Variations in handles, windshields, oil pump locations, tachometer configuration, even visible finishes on race day morning speaks to four pairs of partners. Photo: Daniel Cabart.

Analogous to writing history, which is the selected recounting of the past, restoration involves selectively recreating the physical past of an artifact. In both cases, the past whether historiography, the academic recounting of the past based on texts, or restoration, the recreation of the past based on physical matter, is lost, unknowable, and inaccessible. For example, we might know the scratch on the door came from parking at the movies to see a specific film (though the date may be lost to us, and wholly unrecoverable), but the origin of the dent in the rear quarter is a forgotten mystery.

If we are writing history, we can only recreate what we think happened based on accepted historiological procedures, likewise, if we are undertaking a restoration, we can only recreate how we think the artifact looked and operated in the past based on archaeological practices: the examination of other similar examples, or by consulting historical images of the actual car, and so forth. In both cases, perfectly comprehensive and complete evidence is never available. And so, both processes are, by definition, evidence-based acts of imagination that result in conjecture and hypothesis. And that means fiction. The point is not that restoration’s fictional property is a bad thing, just that it is an unavoidable property of working with things of the past.

Unavoidable fiction may appear as daunting and distressing stuff calling into question our best restoration research. But take heart, there are some things we can think about and use in working on that meaningful old car. The fascinating thing about relics from the past is that they often contain evidence about their time in the world from making to the present day. When these data are detectable, they cause us to propose narratives, which, if nothing else, bring us up against important human questions of the time.

1919 Indy 500 with Rene Thomas behind the wheel of #31 Ballot; he started in the pole position and finished 11th. Photo: IMS Photo Institute.

For example, our restoration research of the 1919 Indianapolis Ballot 1003 shows very different remedies for common problems among the team’s four cars. The mechanic’s grab handle behind the driver’s right shoulder on the two cars for which we have clear photographs shows unrelated design and fabrication methods. The first is a blacksmith’s solution made from round bar stock shaped with multiple right-angle bends, the second is a leather wrapped, semi-circular handle made from pipe. Based on images showing all the riding mechanics with their right arms behind the drivers, it appears that security grips were needed on each car, a common problem. However, instead of addressing the issue collectively and making four handles to a common design that could be efficiently “production-lined,” each mechanic made his own in a design “vacuum.” What might we conjecture about the function of the team from our viewpoint one hundred years later?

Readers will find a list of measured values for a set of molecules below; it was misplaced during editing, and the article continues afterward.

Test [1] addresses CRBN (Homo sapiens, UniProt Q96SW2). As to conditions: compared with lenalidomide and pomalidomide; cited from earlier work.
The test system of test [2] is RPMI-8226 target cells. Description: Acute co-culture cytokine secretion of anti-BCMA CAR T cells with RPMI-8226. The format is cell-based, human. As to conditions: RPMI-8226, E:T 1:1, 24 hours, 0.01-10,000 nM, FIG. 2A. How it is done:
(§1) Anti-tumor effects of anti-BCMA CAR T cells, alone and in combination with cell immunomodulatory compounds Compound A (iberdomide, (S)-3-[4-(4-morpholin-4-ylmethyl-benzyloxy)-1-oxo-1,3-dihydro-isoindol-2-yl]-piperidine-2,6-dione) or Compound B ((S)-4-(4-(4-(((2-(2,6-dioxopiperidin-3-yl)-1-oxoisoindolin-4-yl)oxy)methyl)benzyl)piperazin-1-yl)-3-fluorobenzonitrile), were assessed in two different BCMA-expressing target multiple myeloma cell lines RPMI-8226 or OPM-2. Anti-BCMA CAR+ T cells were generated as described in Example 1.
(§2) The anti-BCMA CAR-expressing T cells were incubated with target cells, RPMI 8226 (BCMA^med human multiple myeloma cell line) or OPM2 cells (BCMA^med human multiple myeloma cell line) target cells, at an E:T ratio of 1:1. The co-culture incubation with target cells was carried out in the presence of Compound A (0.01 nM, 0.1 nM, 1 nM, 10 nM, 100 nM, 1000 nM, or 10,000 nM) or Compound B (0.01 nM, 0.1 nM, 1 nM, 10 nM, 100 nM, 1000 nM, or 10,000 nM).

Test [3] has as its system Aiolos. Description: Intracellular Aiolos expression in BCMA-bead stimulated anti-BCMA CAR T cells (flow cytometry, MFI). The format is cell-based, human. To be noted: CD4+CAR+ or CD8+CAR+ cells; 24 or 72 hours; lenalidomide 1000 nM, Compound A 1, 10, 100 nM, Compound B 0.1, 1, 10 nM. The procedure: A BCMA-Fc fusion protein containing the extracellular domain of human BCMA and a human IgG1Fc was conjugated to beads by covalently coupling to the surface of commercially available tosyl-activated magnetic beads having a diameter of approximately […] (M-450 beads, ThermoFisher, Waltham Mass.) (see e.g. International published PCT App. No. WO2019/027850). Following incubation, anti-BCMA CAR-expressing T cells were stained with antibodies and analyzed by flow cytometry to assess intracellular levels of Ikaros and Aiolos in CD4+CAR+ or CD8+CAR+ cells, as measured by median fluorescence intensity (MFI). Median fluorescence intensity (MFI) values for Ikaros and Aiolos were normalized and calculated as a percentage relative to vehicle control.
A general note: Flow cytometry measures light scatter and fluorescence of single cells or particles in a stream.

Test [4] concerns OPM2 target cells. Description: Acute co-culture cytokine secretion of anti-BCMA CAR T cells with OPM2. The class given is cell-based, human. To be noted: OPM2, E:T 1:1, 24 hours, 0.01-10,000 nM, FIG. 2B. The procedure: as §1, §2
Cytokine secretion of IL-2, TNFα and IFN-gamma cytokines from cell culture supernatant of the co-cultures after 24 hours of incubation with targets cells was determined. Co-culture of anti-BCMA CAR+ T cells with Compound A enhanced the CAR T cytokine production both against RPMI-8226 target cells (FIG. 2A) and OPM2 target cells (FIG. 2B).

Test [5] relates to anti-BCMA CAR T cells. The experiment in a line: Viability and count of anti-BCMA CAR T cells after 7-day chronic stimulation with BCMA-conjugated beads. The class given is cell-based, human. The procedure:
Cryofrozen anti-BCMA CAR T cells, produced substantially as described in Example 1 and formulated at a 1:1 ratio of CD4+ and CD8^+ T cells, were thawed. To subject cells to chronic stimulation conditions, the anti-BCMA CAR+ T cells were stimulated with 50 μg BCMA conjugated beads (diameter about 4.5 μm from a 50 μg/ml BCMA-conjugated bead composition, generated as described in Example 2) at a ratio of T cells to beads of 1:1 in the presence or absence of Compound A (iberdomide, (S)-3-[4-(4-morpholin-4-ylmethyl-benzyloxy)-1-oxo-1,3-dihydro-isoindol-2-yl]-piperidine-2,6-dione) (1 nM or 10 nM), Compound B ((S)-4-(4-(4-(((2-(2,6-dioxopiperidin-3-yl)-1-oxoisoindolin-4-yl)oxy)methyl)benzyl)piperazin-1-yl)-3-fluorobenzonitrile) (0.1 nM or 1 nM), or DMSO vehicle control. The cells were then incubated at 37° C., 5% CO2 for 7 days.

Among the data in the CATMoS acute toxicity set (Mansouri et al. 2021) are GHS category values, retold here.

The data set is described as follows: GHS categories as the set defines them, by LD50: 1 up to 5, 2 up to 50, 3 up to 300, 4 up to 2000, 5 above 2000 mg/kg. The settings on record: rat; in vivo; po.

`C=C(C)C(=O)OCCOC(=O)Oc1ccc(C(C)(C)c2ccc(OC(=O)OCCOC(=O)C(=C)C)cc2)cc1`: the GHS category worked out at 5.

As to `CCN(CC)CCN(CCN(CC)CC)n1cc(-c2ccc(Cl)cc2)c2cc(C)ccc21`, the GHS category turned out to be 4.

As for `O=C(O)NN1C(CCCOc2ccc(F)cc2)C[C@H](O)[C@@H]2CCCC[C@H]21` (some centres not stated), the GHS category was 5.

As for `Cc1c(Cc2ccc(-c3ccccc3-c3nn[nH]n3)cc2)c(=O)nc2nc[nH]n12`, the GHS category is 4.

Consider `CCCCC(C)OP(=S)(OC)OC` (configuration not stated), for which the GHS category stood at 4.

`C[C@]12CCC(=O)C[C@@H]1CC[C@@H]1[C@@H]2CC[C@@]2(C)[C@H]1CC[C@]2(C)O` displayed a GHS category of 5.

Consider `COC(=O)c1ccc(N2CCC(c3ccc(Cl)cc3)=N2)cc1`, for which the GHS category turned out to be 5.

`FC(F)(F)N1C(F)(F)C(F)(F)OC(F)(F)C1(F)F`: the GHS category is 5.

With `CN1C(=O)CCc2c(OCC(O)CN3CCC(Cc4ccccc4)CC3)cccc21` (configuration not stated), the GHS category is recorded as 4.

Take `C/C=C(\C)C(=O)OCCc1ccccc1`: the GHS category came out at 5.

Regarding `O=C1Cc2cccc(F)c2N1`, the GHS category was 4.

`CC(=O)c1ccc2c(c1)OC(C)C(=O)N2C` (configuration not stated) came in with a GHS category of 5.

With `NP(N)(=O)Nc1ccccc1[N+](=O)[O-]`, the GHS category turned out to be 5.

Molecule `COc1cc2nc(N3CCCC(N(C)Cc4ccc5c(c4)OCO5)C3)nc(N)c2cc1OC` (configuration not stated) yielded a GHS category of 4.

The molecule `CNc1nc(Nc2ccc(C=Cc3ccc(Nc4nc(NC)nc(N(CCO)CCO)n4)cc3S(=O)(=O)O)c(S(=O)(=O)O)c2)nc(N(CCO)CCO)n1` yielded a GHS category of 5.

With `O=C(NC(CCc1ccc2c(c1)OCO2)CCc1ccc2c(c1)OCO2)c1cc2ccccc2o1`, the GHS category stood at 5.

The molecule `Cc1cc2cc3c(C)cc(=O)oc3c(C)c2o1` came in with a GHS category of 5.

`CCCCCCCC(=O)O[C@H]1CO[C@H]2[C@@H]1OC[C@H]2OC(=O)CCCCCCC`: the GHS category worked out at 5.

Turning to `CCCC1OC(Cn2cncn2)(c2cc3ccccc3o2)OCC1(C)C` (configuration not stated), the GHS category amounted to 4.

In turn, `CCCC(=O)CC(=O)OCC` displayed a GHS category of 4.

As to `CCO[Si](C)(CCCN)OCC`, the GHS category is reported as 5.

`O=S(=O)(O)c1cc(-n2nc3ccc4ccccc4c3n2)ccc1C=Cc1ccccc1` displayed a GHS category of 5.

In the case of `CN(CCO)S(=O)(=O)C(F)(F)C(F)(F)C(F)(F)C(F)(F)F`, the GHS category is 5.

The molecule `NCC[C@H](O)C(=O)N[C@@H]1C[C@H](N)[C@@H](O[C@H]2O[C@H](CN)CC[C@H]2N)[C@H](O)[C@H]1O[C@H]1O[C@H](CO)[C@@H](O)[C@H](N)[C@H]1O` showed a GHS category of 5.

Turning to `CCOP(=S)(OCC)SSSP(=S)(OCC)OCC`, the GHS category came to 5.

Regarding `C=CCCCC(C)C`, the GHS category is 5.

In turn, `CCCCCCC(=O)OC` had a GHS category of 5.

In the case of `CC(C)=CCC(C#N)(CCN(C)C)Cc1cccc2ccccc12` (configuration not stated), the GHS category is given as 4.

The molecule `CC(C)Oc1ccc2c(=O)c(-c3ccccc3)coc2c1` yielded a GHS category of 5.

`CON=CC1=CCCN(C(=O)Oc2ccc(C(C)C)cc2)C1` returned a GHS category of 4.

Well, we know the Ballot Indy initiative was conducted under the most obsessive secrecy. Consequently, for security reasons, the drivers were only hired two weeks before the cars were to leave Paris for Indianapolis. It seems logical that the contracted drivers would be asked to hire their own riding mechanics as the partnership chemistry would be important. Indeed, we might hazard those professional drivers had customary mechanics with whom they worked, much like today’s pro-tour golfers and their caddies. Consequently, the driver/mechanic partnership was infinitely more important than the group dynamics of the hastily formed Ballot team. Essentially, each mechanic supported his driver to the exclusion of the team’s other pairings. The variations in handles, windshields, oil pump locations, tachometer configuration, even visible finishes on the cars on race day morning speaks to four pairs of partners, not to one team of four driver/mechanics.

Of course, we can’t know this beyond doubt. History is silent. No texts treating this issue have survived from the 1919 Indy race. Instead, we rely on conjecture and hypothesis. But such ruminations open the door to a very compelling and very different picture of the Ballot team at Indy.

Top photo: IMS Photo Institute.